When the SARS-CoV-2 pandemic broke out in 2020, we at Spindiag were working on our first product, a PCR rapid test to detect methicillin-resistant Staphylococcus aureus directly at the point of sample collection, the point of care (PoC). We were able to react agilely to the pandemic and changed our product strategy from one day to the next, focusing on the more prominent need to develop a previously unavailable SARS-CoV-2 test, instead. In the meantime, infection control for the detection of SARS-CoV-2 has become part of everyday life in hospitals, nursing homes and numerous other medical facilities. The pandemic has taught us that testing goes far beyond the detection of SARS Coronavirus 2 and has become a key topic on the global healthcare agenda. Reliable infection control will become even more important than ever before, because, in addition to viral pathogens such as SARS-CoV-2, drug- or antibiotic-resistant bacteria are once again back in focus and in particular have spread in COVID-19 patients further.¹ Recent data show that antimicrobial resistance (AMR), is among the greatest health threats worldwide, as it has the potential to put the pillars of our modern medicine at risk.
The silent pandemic: infections with drug-resistant bacteria.
On January 19, 2022, scientists from the Global Research on AntiMicrobial Resistance (GRAM) Project, based at Oxford University in the United Kingdom, published in The Lancet the most comprehensive study to date on antimicrobial resistance (AMR).² The alarming news is that infections caused by drug- or antibiotic-resistant bacteria are among the leading causes of death worldwide. According to the study, 4.95 million people died from diseases associated with antibiotic resistance in 2019. Of these, 1.27 million deaths were the direct result of infections caused by drug- or antibiotic-resistant bacteria. Only through joint efforts of all healthcare and life sciences stakeholders the spread of antimicrobial pathogens, often referred to as a silent pandemic, can be tackled. Ensuring targeted and reliable infection control in hospitals and other medical facilities is an important measure in this regard, especially when it comes to protect vulnerable groups.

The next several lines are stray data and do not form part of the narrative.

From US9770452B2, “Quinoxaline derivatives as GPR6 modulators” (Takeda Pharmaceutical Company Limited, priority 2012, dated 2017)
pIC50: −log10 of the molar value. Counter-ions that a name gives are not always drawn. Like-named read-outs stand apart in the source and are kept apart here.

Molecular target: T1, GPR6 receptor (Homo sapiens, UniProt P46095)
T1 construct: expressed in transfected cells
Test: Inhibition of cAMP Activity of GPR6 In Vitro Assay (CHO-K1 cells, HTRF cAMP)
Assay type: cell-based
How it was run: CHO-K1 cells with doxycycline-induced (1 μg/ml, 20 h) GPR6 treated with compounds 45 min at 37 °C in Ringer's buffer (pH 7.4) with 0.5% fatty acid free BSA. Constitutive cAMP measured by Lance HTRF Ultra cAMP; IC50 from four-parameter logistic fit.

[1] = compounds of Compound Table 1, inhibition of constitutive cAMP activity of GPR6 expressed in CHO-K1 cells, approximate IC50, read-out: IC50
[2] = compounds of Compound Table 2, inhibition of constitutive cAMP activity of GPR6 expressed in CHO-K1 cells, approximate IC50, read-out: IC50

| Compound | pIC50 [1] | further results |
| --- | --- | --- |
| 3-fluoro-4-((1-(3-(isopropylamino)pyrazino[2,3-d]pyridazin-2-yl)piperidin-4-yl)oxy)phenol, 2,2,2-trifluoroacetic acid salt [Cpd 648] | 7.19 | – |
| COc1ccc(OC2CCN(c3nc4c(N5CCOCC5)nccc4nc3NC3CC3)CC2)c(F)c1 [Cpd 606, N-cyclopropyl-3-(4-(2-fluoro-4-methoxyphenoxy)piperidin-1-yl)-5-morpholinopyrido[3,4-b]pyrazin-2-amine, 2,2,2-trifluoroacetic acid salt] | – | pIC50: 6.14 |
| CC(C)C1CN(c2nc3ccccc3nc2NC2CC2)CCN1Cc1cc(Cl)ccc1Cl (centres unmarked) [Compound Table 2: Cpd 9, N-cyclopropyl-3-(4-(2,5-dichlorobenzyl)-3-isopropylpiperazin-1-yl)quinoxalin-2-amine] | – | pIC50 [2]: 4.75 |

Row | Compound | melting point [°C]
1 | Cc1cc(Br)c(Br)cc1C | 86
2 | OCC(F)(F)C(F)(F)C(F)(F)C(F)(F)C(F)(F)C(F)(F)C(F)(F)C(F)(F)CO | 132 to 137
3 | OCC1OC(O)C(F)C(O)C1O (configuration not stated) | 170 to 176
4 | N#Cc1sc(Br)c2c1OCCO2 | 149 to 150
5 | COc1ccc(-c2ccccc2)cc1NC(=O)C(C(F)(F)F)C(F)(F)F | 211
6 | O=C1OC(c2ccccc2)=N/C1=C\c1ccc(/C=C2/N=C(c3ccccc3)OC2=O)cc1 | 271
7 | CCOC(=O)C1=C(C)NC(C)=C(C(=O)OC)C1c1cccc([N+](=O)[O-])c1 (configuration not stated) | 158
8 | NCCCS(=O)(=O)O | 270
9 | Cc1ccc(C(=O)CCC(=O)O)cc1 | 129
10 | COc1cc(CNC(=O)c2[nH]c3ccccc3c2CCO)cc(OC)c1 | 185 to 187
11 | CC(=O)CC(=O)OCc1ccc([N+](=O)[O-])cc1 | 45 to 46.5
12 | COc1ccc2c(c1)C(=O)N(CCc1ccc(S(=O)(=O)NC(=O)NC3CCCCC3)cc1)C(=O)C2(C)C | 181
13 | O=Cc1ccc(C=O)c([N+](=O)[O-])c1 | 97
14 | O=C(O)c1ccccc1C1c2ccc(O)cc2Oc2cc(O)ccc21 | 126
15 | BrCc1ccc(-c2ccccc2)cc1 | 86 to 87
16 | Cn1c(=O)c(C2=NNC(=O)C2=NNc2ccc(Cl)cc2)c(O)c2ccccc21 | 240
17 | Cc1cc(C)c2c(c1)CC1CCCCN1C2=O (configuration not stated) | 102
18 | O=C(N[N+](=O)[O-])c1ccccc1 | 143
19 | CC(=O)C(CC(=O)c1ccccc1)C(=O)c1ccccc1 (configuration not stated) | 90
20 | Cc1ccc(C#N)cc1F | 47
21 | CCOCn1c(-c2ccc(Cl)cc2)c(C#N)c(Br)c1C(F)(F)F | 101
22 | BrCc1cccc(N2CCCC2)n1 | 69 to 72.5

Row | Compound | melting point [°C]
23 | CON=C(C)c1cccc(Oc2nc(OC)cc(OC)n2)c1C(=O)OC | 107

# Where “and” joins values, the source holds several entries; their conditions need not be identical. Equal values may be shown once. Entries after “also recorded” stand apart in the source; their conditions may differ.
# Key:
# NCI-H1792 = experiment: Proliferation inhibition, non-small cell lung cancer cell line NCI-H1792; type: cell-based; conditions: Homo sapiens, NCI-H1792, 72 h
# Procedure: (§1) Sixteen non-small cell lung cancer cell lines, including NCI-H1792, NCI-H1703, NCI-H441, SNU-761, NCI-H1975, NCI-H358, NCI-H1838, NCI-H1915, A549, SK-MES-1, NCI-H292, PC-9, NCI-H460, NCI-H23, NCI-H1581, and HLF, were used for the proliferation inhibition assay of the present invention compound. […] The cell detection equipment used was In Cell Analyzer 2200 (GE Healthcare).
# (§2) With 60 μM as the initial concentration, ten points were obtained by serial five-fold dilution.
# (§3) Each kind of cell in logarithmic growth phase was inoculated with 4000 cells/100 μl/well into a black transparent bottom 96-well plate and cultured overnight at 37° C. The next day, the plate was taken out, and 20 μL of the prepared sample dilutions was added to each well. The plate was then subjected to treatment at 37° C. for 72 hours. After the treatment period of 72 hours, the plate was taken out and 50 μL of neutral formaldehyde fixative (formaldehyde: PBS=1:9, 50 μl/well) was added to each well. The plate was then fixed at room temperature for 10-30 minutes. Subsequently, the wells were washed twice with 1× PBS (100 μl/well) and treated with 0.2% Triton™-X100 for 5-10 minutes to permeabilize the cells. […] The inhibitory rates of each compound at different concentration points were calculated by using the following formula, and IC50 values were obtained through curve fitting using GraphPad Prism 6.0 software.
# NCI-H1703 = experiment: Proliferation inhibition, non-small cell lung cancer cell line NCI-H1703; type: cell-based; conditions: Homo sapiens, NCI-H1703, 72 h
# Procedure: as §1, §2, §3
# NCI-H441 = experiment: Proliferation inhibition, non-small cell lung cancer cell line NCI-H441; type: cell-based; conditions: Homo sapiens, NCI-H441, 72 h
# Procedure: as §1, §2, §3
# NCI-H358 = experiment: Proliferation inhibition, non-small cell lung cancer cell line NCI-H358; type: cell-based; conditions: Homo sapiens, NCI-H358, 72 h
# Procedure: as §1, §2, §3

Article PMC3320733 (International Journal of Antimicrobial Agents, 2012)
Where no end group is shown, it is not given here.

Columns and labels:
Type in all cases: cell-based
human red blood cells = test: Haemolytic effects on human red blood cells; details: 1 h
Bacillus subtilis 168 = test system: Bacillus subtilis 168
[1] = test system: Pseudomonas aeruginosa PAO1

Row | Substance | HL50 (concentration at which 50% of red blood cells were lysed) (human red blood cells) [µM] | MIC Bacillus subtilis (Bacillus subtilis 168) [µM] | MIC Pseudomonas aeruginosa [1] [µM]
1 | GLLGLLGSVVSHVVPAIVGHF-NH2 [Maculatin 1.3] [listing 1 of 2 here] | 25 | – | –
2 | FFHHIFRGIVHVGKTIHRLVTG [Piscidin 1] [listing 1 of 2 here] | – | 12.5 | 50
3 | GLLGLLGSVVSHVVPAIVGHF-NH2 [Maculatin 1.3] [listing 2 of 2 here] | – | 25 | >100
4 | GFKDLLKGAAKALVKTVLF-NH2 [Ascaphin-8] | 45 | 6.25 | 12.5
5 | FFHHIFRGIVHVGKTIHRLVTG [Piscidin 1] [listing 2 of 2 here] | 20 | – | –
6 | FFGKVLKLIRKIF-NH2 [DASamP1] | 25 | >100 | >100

Risk MRSA bacteria
Methicillin-resistant Staphylococcus aureus (MRSA) bacteria are among the most common hospital pathogens. MRSA are widespread throughout the world. While they are usually harmless in healthy people, they can be potentially life-threatening for immunocompromised, hospitalized patients. Data show that they cause about 171,000 invasive infections annually in Europe alone.³ According to the German Robert Koch Institute, approximately 20% of all Staphylococcus aureus infections are caused by the methicillin-resistant form of these bacteria in hospitals in Germany.⁴
Reliable infection control remains essential to keep the risk of infections with MRSA in hospitals as low as possible.
1 Segala, F.V.; Bavaro, D.F.; Di Gennaro, F.; Salvati, F.; Marotta, C.; Saracino, A.; Murri, R.; Fantoni, M. Impact of SARS-CoV-2 Epidemic on Antimicrobial Resistance: A Literature Review. Viruses 2021, 13, 2110. https://doi.org/10.3390/v13112110
2 Antimicrobial Resistance Collaborators. Global burden of bacterial antimicrobial resistance in 2019: a systematic analysis. Lancet. 2022 Feb 12;399(10325):629-655. https://doi.org/10.1016/S0140-6736(21)02724-0
3 Larsen, J., Raisen, C.L., Ba, X. et al. Emergence of methicillin resistance predates the clinical use of antibiotics. Nature 602, 135–141 (2022). https://doi.org/10.1038/s41586-021-04265-w